Israeli space weather researchers report that they used artificial intelligence (AI) to predict powerful radiation outbreaks up to 96 hours before they occurred.

Harmful radiation from these eruptions – also known as solar storms — can have a significant impact on our lives here on Earth. They produce disturbances in atmospheric layers through which communication and GPS signals pass.

That leads to disruption of satellite activity, navigation systems, communications and electric grids. Intense radiation bursts also can result in dangerous and costly spacecraft failures.

Scientists have been trying since the 1930s to predict solar storms in enough time to offset damage. Now, the new meteorological field of space weather research is finding ways to forecast solar and geophysical disturbances from the interactions and influences of the sun and other cosmic sources that surround the Earth.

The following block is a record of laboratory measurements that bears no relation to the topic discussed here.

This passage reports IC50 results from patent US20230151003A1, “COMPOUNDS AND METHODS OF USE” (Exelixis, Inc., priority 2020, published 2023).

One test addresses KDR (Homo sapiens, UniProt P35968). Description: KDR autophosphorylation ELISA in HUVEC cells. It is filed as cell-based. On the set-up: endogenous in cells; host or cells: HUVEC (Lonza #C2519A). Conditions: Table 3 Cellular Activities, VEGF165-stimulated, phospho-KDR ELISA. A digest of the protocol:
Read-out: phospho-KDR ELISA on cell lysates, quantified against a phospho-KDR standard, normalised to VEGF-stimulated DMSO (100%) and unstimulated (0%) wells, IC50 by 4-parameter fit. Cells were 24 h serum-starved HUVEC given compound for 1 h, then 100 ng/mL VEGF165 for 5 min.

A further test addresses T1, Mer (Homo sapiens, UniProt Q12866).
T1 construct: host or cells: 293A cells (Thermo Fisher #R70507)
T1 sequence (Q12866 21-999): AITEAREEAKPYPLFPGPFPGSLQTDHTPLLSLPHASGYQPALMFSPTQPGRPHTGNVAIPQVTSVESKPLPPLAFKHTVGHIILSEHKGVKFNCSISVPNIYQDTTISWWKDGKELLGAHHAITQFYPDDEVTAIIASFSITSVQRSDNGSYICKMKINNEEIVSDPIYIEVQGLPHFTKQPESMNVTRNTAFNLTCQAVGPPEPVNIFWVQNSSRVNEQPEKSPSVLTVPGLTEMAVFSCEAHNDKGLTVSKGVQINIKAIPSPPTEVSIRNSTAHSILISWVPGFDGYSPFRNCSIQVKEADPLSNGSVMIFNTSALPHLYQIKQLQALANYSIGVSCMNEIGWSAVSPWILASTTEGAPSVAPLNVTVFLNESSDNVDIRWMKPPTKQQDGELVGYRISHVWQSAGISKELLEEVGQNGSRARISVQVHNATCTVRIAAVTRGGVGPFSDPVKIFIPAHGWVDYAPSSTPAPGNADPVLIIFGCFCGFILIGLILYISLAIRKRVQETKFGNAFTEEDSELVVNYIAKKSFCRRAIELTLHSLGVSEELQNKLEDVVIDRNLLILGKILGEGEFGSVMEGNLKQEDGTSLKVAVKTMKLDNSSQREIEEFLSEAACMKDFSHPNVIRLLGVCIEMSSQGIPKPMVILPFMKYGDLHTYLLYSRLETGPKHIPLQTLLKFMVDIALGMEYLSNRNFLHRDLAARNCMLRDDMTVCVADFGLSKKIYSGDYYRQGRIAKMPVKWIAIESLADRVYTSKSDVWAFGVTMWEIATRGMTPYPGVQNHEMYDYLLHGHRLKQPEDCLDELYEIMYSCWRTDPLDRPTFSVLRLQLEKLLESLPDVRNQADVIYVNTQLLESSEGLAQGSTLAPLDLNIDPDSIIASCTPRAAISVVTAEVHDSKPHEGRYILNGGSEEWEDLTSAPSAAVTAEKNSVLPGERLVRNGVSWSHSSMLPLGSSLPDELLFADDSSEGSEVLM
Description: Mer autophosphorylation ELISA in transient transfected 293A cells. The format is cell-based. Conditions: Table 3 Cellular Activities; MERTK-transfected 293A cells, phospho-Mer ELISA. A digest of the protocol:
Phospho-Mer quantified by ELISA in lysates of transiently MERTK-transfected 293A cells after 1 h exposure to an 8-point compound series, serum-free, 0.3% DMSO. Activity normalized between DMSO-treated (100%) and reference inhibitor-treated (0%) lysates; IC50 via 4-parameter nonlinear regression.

Remote sensing expert Yuval Reuveni of Ariel University. Photo courtesy of Ariel University

Remote sensing expert Yuval Reuveni of Ariel University’s department of physics and Samaria and Jordan Rift R&D Center worked with Ariel University computer science PhD candidate Vlad Landa to invent the new solar storm forecasting method, dubbed the Convolutional Neural Network.

As described in their paper published in The Astrophysical Journal, they combined deep learning of past radiation bursts with X-ray measurements from Geostationary Operational Environmental Satellite (GOES) satellites belonging to the U.S. National Oceanic and Atmospheric Administration.

The proposed model achieved impressive results across different metrics compared to previous recent studies.

The researchers explain that “extracting an accurate and reliable solar flare forecast while considering multiple ranges of time windows is essential for decision makers when protective measures are taken in critical mission situations.”

Their project was supported by the Israeli Space Agency and the Ministry of Science and Technology.